Tracing back the buyer’s decision process from the very beginning of the relationships, understanding the first interactions and the customer’s disposition every steps along the way will shed light on the actual triggers including often overlooked emotional dimensions. Buying isn’t strictly a rational act. Buyer personas help you see the purchase process through the eyes of customers.
Buyer personas are representations of your actual customers. It’s an in-depth analysis that takes into account who they are, what they are trying to accomplish, what their goals are, and how they behave throughout the buying cycle.
Personas should include a full portrait of your ideal buyer — including information like:
- Demographic/background information:
- Job title, career, roles and responsibilities
- Family/life outside work, household income
- Company size, location and industry
- Behavioral information:
- What keeps them up at night
- Pain points and challenges
- Role in purchasing
- Content consumption
Gaining deep insights into buyer personas provides the foundations for effective content marketing that relates to each buyer persona’s pain points and to the customer’s journey.
Another important outcome outlined by Bridget C. Bisnette, Senior Director, Cisco Systems is the fact that this approach allows you to understand why buyers don’t choose your solutions, providing the marketing team with an opportunity to turn objections into key selling points.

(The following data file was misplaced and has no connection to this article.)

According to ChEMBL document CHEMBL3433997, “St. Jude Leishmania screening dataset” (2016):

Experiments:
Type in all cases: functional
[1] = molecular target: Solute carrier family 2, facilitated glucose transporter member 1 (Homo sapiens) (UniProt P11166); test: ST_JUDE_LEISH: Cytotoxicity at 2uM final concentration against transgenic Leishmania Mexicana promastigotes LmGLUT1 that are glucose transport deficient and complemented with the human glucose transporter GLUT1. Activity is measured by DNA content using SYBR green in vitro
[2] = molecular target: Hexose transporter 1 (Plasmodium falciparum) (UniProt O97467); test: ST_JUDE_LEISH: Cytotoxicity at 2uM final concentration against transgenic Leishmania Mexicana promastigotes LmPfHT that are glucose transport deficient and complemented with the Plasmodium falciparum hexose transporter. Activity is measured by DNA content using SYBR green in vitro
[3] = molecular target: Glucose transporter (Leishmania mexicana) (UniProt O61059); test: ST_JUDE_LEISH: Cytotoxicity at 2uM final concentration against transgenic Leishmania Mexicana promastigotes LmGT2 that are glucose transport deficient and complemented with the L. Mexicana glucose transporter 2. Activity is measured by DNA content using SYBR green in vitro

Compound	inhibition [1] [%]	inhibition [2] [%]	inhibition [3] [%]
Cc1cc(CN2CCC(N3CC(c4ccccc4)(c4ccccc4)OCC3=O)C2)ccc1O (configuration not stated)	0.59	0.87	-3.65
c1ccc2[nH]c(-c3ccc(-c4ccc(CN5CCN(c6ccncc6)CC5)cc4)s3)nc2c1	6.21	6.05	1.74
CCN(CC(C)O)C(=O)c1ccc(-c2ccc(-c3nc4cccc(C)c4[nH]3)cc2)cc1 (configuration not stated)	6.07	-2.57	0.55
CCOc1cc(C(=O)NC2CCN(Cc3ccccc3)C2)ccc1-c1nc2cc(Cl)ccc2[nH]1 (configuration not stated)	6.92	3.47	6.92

5 Rings of Buying Insights
Among the many valuable lessons in Buyer Personas, there are the 5 Rings of Buying Insights. As you interview buyers to create buyer personas, these insights are the nut – what you’re really going after. These insights into your buyer cannot be provided by sales people, distributors or product developers. This needs to come directly from the buyers with as little filter as possible
- Priority Initiatives: Gain perspectives into the customer’s decision to buy
What are the pain points and what were the triggering events that led to the purchase? What happened to push the buyer to explore options? Why did the buyer move from status quo and set out on a buying journey?
- Success Factors: Understand what keeps your buyer going
What positive changes did buyers expect to gain? Or, which scenarios did buyers believe would change after the purchase? What were the expected outcomes?
- Perceived Barriers: Identify the obstacles that buyers encounter – and must resolve.
What prevented buyers from addressing the problem(s) sooner? Did certain people get in the way of change? Did previous negative experiences cause buyers to shy away? Were there missing elements in other solutions that buyers considered?
- Decision Criteria: Get into the “what and how” of buying decisions. Which specific features or capabilities were most important to buyers during the buying journey? What exactly was the buyer looking for?
- Buyer’s Journey: Observe the internal workings of teams behind buying decisions. This insight reveals details about who and what impacts your buyer as they evaluate their options and select one.
Want to learn more about Buyer Personas, and how to build your own? Attend our Annual Whistler Summit, and hear from Adele Revella herself on how you can develop your buyer personas.